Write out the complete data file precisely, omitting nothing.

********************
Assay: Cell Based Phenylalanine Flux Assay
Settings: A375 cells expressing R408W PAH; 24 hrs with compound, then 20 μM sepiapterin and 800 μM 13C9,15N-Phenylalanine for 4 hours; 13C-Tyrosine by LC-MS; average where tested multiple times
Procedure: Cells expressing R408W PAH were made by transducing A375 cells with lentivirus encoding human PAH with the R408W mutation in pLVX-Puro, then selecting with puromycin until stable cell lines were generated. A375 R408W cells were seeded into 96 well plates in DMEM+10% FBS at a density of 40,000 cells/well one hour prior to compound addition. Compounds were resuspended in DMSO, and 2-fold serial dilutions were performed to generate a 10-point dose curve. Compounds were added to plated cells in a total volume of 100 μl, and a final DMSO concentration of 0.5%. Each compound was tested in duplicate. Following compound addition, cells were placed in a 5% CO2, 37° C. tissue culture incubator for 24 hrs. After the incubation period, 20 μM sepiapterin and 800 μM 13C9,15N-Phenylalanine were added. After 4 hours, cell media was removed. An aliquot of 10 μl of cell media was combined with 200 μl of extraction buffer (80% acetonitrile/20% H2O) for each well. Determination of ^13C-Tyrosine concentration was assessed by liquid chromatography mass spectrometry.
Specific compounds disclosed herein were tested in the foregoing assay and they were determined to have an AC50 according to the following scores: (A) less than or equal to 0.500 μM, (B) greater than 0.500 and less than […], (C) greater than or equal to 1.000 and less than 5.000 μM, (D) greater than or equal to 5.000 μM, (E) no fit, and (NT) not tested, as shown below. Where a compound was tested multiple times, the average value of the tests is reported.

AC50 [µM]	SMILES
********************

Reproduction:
Assay: Cell Based Phenylalanine Flux Assay
Settings: A375 cells expressing R408W PAH; 24 hrs with compound, then 20 μM sepiapterin and 800 μM 13C9,15N-Phenylalanine for 4 hours; 13C-Tyrosine by LC-MS; average where tested multiple times
Procedure: Cells expressing R408W PAH were made by transducing A375 cells with lentivirus encoding human PAH with the R408W mutation in pLVX-Puro, then selecting with puromycin until stable cell lines were generated. A375 R408W cells were seeded into 96 well plates in DMEM+10% FBS at a density of 40,000 cells/well one hour prior to compound addition. Compounds were resuspended in DMSO, and 2-fold serial dilutions were performed to generate a 10-point dose curve. Compounds were added to plated cells in a total volume of 100 μl, and a final DMSO concentration of 0.5%. Each compound was tested in duplicate. Following compound addition, cells were placed in a 5% CO2, 37° C. tissue culture incubator for 24 hrs. After the incubation period, 20 μM sepiapterin and 800 μM 13C9,15N-Phenylalanine were added. After 4 hours, cell media was removed. An aliquot of 10 μl of cell media was combined with 200 μl of extraction buffer (80% acetonitrile/20% H2O) for each well. Determination of ^13C-Tyrosine concentration was assessed by liquid chromatography mass spectrometry.
Specific compounds disclosed herein were tested in the foregoing assay and they were determined to have an AC50 according to the following scores: (A) less than or equal to 0.500 μM, (B) greater than 0.500 and less than […], (C) greater than or equal to 1.000 and less than 5.000 μM, (D) greater than or equal to 5.000 μM, (E) no fit, and (NT) not tested, as shown below. Where a compound was tested multiple times, the average value of the tests is reported.

AC50 [µM]	SMILES